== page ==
Ads by Google Ads by Google

Samoa Supreme Court reserves decision on legality of Parliament’s swearing-in

Fiame Naomi Mata'afa
compiled by Samoa News staff

Apia, SAMOA — Samoa continues to wait for the outcome of court cases pertaining to the April election to be resolved after the Supreme Court on Monday met to determine the legality of the non-traditional swearing-in of Parliament held under a tent in the parking lot, after the caretaker PM ordered Parliament doors locked and the head of state refused to attend the ceremony.

After hearing testimony the court took the issue under advisement and is reserving its decision until Monday, June 28.

Both the Samoa Observer and Talanei News reported details of the hearing saying that New Zealand-based lawyer Benjamin Keith, representing FAST, said the Head of State’s refusal to attend the Legislative Assembly meeting was itself unlawful.

“There is no power in the Head of State to delay the meeting of Parliament beyond 24th May,” said Keith. “… the Court has already [said] that there is no discretionary power to the Head of State to delay Parliament.”

Keith argued the Head of State and the Clerk of the Legislative Assembly were both obliged to follow the decision of elected members to Parliament.  He said the constitution does not give the Head of State the option to decline such appointments and that he “does not have the power to stand in the way of the election results.”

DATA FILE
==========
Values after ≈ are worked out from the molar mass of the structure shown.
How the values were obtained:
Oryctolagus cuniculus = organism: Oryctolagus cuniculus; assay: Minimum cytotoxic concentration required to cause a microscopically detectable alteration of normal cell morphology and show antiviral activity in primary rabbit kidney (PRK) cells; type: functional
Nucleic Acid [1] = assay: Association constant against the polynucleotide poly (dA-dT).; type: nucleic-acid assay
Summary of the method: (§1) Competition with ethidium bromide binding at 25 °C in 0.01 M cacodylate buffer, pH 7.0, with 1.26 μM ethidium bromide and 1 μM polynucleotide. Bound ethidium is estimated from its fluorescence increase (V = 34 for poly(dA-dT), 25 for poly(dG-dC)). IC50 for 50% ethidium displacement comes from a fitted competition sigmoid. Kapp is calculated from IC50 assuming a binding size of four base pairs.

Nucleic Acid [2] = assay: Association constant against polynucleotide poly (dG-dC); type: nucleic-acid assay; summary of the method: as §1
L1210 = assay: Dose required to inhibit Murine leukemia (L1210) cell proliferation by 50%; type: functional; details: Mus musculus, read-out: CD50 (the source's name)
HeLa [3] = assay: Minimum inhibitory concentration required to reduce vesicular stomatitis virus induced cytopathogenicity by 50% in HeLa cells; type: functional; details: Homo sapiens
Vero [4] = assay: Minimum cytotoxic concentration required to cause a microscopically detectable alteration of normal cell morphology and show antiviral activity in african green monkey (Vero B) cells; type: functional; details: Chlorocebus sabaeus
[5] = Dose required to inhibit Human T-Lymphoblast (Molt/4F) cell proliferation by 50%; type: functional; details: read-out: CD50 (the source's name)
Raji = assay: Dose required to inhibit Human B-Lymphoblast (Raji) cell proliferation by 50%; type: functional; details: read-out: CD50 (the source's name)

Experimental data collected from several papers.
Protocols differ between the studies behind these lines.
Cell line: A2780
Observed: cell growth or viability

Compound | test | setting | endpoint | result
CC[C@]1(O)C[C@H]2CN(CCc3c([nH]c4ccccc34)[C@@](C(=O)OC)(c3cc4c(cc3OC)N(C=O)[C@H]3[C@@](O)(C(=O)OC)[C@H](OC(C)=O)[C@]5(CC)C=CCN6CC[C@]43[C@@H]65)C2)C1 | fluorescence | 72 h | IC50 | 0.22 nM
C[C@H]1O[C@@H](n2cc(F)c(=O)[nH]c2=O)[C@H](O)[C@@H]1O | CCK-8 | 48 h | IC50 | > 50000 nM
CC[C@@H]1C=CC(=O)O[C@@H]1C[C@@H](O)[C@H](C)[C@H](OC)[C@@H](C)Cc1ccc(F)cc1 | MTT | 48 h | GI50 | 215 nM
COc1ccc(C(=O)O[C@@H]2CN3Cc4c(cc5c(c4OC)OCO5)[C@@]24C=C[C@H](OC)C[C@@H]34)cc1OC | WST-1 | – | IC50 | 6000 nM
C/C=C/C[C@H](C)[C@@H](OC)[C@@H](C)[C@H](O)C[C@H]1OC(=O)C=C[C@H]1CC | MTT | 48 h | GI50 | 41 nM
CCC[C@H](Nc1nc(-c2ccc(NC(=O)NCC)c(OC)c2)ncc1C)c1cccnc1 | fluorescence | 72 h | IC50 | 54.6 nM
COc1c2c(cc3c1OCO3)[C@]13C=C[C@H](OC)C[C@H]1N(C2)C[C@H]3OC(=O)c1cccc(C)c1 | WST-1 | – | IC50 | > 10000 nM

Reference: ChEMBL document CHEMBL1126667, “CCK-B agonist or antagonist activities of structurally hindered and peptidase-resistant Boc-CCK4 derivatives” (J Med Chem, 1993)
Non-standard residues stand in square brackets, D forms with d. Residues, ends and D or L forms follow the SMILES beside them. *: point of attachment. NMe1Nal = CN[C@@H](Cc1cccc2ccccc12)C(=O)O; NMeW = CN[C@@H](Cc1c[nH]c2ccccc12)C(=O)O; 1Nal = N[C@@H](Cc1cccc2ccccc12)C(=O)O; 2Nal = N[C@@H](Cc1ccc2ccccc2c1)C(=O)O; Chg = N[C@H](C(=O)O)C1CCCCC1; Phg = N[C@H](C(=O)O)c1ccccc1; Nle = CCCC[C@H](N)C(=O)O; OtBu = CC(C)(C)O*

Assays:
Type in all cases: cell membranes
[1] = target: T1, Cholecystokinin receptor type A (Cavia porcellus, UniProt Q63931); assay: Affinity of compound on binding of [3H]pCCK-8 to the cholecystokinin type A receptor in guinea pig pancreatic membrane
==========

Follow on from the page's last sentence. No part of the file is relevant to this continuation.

Acting for the Attorney General Queen Counsel, Dr. Paul Rishworth, argued that the constitution gives the Head of State the exclusive right to swear-in the new Speaker of the House.  He said the Speaker was not sworn in on May 24, nor did the event take place inside the chamber of Parliament in Mulinuu. He submitted that if Parliament is to convene anywhere else aside from its chamber the Head of State has to issue a notice to that effect but this was not the case when FAST convened outside Parliament.

FAST argued that its ceremony was held in order to meet the constitutional requirement for Parliament to meet within 45 days after the election.

Justices Vui Clarence Nelson, Lesatele RapinVaai and Fepuleai Ameperosa Roma presided at the hearing and have reserved their decision until next Monday, June 28.